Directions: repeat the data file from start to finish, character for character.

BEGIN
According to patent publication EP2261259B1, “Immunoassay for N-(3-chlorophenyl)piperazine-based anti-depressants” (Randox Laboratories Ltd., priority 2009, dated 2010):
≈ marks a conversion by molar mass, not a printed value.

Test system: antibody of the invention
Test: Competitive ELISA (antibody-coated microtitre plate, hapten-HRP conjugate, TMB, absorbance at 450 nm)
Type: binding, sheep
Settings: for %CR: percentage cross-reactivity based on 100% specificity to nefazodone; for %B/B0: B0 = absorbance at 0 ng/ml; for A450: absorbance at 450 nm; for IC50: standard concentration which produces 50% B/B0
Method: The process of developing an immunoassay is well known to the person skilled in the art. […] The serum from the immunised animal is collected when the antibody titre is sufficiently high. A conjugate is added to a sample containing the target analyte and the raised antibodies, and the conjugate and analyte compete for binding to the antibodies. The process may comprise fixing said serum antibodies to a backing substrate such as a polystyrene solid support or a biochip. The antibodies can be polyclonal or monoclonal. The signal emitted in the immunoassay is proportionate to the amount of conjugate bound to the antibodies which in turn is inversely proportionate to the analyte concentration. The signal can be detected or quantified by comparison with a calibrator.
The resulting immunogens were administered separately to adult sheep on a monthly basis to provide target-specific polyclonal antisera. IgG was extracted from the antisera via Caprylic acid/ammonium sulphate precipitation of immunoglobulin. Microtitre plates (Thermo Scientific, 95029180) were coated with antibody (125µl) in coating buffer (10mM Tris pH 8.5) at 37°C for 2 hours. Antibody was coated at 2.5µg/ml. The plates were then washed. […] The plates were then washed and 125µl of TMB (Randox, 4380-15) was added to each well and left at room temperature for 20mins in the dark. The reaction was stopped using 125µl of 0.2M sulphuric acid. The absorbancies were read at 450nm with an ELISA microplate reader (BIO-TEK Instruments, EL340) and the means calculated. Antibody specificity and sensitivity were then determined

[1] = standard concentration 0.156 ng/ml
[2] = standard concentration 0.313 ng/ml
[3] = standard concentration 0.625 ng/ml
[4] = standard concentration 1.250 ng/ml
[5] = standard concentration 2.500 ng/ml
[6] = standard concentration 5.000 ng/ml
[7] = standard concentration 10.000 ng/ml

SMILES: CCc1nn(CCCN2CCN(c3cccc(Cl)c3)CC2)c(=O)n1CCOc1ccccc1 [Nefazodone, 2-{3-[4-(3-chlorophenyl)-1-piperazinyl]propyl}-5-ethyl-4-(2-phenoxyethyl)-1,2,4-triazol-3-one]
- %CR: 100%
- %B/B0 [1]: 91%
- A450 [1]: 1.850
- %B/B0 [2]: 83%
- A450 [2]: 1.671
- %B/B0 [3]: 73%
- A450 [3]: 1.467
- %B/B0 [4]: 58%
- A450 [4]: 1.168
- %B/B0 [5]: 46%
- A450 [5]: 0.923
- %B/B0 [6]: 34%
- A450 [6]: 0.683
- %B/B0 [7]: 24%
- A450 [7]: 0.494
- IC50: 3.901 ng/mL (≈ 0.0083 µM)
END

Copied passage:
According to patent publication EP2261259B1, “Immunoassay for N-(3-chlorophenyl)piperazine-based anti-depressants” (Randox Laboratories Ltd., priority 2009, dated 2010):
≈ marks a conversion by molar mass, not a printed value.

Test system: antibody of the invention
Test: Competitive ELISA (antibody-coated microtitre plate, hapten-HRP conjugate, TMB, absorbance at 450 nm)
Type: binding, sheep
Settings: for %CR: percentage cross-reactivity based on 100% specificity to nefazodone; for %B/B0: B0 = absorbance at 0 ng/ml; for A450: absorbance at 450 nm; for IC50: standard concentration which produces 50% B/B0
Method: The process of developing an immunoassay is well known to the person skilled in the art. […] The serum from the immunised animal is collected when the antibody titre is sufficiently high. A conjugate is added to a sample containing the target analyte and the raised antibodies, and the conjugate and analyte compete for binding to the antibodies. The process may comprise fixing said serum antibodies to a backing substrate such as a polystyrene solid support or a biochip. The antibodies can be polyclonal or monoclonal. The signal emitted in the immunoassay is proportionate to the amount of conjugate bound to the antibodies which in turn is inversely proportionate to the analyte concentration. The signal can be detected or quantified by comparison with a calibrator.
The resulting immunogens were administered separately to adult sheep on a monthly basis to provide target-specific polyclonal antisera. IgG was extracted from the antisera via Caprylic acid/ammonium sulphate precipitation of immunoglobulin. Microtitre plates (Thermo Scientific, 95029180) were coated with antibody (125µl) in coating buffer (10mM Tris pH 8.5) at 37°C for 2 hours. Antibody was coated at 2.5µg/ml. The plates were then washed. […] The plates were then washed and 125µl of TMB (Randox, 4380-15) was added to each well and left at room temperature for 20mins in the dark. The reaction was stopped using 125µl of 0.2M sulphuric acid. The absorbancies were read at 450nm with an ELISA microplate reader (BIO-TEK Instruments, EL340) and the means calculated. Antibody specificity and sensitivity were then determined

[1] = standard concentration 0.156 ng/ml
[2] = standard concentration 0.313 ng/ml
[3] = standard concentration 0.625 ng/ml
[4] = standard concentration 1.250 ng/ml
[5] = standard concentration 2.500 ng/ml
[6] = standard concentration 5.000 ng/ml
[7] = standard concentration 10.000 ng/ml

SMILES: CCc1nn(CCCN2CCN(c3cccc(Cl)c3)CC2)c(=O)n1CCOc1ccccc1 [Nefazodone, 2-{3-[4-(3-chlorophenyl)-1-piperazinyl]propyl}-5-ethyl-4-(2-phenoxyethyl)-1,2,4-triazol-3-one]
- %CR: 100%
- %B/B0 [1]: 91%
- A450 [1]: 1.850
- %B/B0 [2]: 83%
- A450 [2]: 1.671
- %B/B0 [3]: 73%
- A450 [3]: 1.467
- %B/B0 [4]: 58%
- A450 [4]: 1.168
- %B/B0 [5]: 46%
- A450 [5]: 0.923
- %B/B0 [6]: 34%
- A450 [6]: 0.683
- %B/B0 [7]: 24%
- A450 [7]: 0.494
- IC50: 3.901 ng/mL (≈ 0.0083 µM)